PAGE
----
Bolling treaded water with Scranton in 1951, but was advanced to Double-A Birmingham in 1952 (he had also played 10 games there in 1950.) In Birmingham, the task of playing shortstop almost paled in comparison to the difficulty of trying to keep fellow player Jim Piersall on the rails. Piersall was an excellent right fielder out of Connecticut who had been demoted from Boston not because of his playing, but because of a series of inappropriate on-field incidents. The Red Sox needed to find some way to curb Piersall’s behavior and they chose Bolling to be his roommate. Because both players were Catholic, the front office believed that might help. Eventually Piersall suffered a nervous breakdown and the Red Sox sent him to a psychiatric hospital for treatment. “When he returned to Boston in 1953, the Red Sox asked me to room with him to provide a steadying influence,” Bolling said. “I roomed with him for four seasons. It was the toughest thing I ever did in my life. I don’t think I succeeded, but I did appreciate the confidence that Red Sox executives showed in me.”
Never a standout hitter, Bolling averaged just .236 in his minor-league seasons, but the Red Sox were in need of a good fielding shortstop and, based on his stellar play in Birmingham, he had become a solid prospect. While at Birmingham in 1952, Bolling married Joanne Chastain, his high-school sweetheart, on May 5. In September he was called up to the Red Sox. Boston wasted no time letting him see action; he played in the first major-league game he saw, on September 10, against the Detroit Tigers at Briggs Stadium, as a late-innings replacement for Johnny Lipon at shortstop. “I remember having a difficult time finding my hat and glove,” he remembered. Bolling walked his first time up against southpaw Bill Wight, and then singled in his first official at-bat in the ninth. The next day was his first major-league start, and Virgil Trucks was pitching for the Tigers. “He was also from Alabama, and he threw hard,” Bolling said. He singled in his first at-bat and later walked, finishing 1-for-3.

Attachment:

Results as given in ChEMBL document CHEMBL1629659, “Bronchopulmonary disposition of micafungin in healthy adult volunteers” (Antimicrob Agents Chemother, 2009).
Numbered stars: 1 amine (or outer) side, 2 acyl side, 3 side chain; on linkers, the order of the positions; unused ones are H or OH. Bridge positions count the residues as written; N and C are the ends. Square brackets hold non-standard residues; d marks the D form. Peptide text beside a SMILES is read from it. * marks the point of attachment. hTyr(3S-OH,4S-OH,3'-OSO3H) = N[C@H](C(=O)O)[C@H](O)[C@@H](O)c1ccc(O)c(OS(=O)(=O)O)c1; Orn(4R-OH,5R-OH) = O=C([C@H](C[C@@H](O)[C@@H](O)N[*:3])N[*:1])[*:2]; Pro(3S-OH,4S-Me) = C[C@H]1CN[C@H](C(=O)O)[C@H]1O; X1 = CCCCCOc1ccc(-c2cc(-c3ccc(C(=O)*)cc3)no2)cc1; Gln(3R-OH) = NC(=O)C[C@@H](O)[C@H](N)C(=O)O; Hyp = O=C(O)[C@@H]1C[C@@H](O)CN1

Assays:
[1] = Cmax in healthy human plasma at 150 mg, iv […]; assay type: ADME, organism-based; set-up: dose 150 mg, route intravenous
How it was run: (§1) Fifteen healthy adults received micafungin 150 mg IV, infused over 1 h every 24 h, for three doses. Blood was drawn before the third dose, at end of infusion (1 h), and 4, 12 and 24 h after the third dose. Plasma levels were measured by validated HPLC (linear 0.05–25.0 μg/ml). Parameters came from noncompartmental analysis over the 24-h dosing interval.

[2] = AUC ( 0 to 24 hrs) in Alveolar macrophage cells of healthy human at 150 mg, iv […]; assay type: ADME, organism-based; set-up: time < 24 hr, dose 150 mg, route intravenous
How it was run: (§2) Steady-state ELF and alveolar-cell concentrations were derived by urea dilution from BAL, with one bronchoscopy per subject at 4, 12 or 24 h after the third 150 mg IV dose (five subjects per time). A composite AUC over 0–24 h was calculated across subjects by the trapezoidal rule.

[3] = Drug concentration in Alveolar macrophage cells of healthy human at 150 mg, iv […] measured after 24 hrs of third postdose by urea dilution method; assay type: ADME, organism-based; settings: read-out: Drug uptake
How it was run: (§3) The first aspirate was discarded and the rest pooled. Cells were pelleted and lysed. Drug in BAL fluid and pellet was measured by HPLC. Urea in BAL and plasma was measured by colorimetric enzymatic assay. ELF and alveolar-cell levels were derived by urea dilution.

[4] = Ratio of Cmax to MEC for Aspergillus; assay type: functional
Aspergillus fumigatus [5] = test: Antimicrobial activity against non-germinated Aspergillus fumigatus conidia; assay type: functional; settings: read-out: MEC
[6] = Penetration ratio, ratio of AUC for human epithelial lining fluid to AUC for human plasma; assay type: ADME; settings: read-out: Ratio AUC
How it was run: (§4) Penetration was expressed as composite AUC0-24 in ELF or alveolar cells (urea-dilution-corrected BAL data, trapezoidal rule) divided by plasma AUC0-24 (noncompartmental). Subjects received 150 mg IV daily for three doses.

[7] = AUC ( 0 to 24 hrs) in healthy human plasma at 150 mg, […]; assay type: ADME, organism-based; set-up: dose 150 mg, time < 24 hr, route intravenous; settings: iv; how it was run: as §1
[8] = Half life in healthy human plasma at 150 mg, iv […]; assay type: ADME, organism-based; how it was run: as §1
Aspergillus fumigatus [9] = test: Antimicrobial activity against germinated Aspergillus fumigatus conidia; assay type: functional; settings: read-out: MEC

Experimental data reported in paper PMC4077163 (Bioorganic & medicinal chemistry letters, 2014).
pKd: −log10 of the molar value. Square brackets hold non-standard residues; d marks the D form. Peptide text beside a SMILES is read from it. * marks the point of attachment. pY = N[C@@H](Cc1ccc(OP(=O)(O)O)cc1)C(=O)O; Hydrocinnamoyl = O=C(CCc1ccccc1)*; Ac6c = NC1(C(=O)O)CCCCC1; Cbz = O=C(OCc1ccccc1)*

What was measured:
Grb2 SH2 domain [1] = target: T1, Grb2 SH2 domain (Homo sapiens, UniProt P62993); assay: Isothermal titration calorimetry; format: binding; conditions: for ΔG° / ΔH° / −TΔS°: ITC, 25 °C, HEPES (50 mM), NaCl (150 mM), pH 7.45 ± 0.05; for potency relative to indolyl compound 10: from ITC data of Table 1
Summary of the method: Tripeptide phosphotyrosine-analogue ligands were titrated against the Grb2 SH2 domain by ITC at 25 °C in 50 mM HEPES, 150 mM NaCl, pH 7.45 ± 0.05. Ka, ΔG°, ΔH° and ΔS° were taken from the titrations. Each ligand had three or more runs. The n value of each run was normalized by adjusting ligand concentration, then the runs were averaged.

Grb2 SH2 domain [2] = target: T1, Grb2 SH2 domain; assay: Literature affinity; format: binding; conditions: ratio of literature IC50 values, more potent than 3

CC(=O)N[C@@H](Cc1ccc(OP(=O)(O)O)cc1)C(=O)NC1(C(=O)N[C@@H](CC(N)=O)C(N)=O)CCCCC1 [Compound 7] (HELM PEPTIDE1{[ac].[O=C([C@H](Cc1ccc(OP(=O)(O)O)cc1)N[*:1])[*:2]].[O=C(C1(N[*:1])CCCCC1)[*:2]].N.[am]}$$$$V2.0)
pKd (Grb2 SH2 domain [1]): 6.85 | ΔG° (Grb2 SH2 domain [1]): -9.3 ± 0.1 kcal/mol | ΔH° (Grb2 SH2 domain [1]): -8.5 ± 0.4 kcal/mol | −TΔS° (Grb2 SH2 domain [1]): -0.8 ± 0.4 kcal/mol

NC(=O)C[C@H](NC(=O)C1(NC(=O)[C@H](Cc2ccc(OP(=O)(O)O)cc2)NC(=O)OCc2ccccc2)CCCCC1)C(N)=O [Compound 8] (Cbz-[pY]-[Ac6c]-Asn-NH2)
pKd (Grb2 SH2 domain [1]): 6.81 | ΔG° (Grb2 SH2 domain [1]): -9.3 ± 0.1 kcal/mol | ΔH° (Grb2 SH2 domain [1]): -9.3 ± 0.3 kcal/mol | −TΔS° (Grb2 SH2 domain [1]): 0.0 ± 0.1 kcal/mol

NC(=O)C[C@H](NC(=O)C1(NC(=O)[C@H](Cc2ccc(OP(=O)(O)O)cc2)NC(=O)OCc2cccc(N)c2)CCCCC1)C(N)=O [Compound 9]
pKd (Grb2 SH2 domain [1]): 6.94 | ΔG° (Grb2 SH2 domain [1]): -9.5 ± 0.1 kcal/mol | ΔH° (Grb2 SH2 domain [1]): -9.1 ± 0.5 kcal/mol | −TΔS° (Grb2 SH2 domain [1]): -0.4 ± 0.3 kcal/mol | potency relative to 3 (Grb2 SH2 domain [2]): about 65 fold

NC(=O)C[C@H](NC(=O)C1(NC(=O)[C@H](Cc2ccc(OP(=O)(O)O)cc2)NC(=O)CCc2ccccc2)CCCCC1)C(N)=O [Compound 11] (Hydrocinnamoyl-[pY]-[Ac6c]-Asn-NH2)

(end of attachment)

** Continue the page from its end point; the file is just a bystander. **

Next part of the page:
Bolling said he appreciated the interest and guidance shown him by his manager, Lou Boudreau, who “taught me many things about shortstop that had never occurred to me.” He said he also appreciated the help he got from coaches George Susce (“one of the hardest working baseball coaches ever”) and Bill McKechnie (“the best ever to read pitchers. He could call about every pitch, and would relay what was coming with a word sound.”) McKechnie, a pennant-winning major-league manager, was very much like Milt – religious, grounded, and not prone to salty language.
The right-handed hitting Bolling batted .222 in 11 late-season games, with one home run and three RBIs in 36 at-bats. In Sarasota, Florida, during spring training in 1953, Mike Higgins, his former minor-league manager, said, “The Red Sox won’t need another shortstop for 10 years.” Milt earned the starting shortstop job for the season opener.